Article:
Senate GOP Unveils Their Tax Reform Bill, With Noticeable Differences from House's Version

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Senate GOP Unveils Their Tax Reform Bill, With Noticeable Differences from House's Version

As Republican politicians race to achieve their goal of passing something, anything in line with the promises they made last year, GOP senators have revealed their proposal for tax reform—and it’s pretty different from the House’s bill.

The NYT reports that the two bills show how pressures on Senate and House Republicans differ: House GOP members in high-tax states feel vulnerable in the upcoming midterms, while Republican Senators are more sensitive to the federal deficit. Both branches acknowledge that their bills will require changes before being finalized.

House GOP members from high-tax states like California or New York likely had a hand in keeping tax breaks for state and local incomes—these breaks are heavily used in those largely Democrat states. The Senate version, however, does away with the tax break entirely, unconcerned as they are with upsetting constituents in Democrat states. House Republicans criticized this: Rep. Leonard Lance (R-NJ) said, “Every state should be a winner in tax reform, and in my opinion, that would not be the case if the Senate view were to prevail.”

The Senate’s plan would also delay the proposed corporate tax cuts that everyone knows are the driving force of the bill. The only reason this is such a hot-button issue for Republicans is their corporate backers demand a return on their investment; the main reason they backed the GOP was this tax cut. A conservative advocacy group has already called the delay of the tax cut “unacceptable.”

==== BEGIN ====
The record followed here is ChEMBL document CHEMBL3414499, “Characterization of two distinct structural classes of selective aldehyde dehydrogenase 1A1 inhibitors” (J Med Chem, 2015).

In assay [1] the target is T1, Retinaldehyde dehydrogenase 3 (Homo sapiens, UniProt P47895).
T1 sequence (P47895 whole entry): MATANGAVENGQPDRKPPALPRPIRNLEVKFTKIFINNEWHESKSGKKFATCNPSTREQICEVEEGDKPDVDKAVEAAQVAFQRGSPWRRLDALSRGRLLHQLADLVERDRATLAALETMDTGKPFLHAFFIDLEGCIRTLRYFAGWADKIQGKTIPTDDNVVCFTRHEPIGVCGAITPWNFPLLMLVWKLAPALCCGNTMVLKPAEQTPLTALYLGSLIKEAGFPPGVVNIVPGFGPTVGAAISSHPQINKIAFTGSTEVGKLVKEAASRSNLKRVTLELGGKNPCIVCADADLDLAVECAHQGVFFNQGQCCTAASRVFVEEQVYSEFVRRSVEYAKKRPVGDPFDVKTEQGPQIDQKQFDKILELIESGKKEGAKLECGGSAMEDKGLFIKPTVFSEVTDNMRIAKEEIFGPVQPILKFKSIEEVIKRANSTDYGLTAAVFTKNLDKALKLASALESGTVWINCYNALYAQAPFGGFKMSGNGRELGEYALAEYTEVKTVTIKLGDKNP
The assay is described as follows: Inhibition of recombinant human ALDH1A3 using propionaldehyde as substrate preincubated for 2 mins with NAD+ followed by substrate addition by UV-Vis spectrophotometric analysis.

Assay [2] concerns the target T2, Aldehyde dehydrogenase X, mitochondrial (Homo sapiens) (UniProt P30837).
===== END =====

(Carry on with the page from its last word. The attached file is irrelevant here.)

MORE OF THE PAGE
There are other, smaller differences between the bills: The Senate version keeps the bottom tax bracket at 10 percent, while the House’s would raise it to 12 percent. The Senate would lower the highest tax bracket to 38.5 percent; the House’s maintained it at 39.6 percent. After Senator Marco Rubio commented on how the child tax credit was too low in the House’s version, the Senate’s version raised it … from $1,600 to $1,650.

The House and the Senate now begin a scramble to revise their documents and compromise on one they can agree on before the end of the year. Conservatives are lining up on either side: Senators have disparaged the House’s version and House Representatives have expressed dissatisfaction with the Senate’s. Senator Jeff Flake, who recently made headlines for running away from his re-election bid with his tail between his legs, said he was worried about how both of them affected the federal deficit.

While the differences reflect the separate priorities of the two legislative groups, the similarities are perhaps more important: Both versions would add to the federal deficit. Both versions plan to offset that by raising taxes on multinational corporations with overseas profits. Both versions are pretty much obviously helping wealthy corporations and landowners before anyone else.

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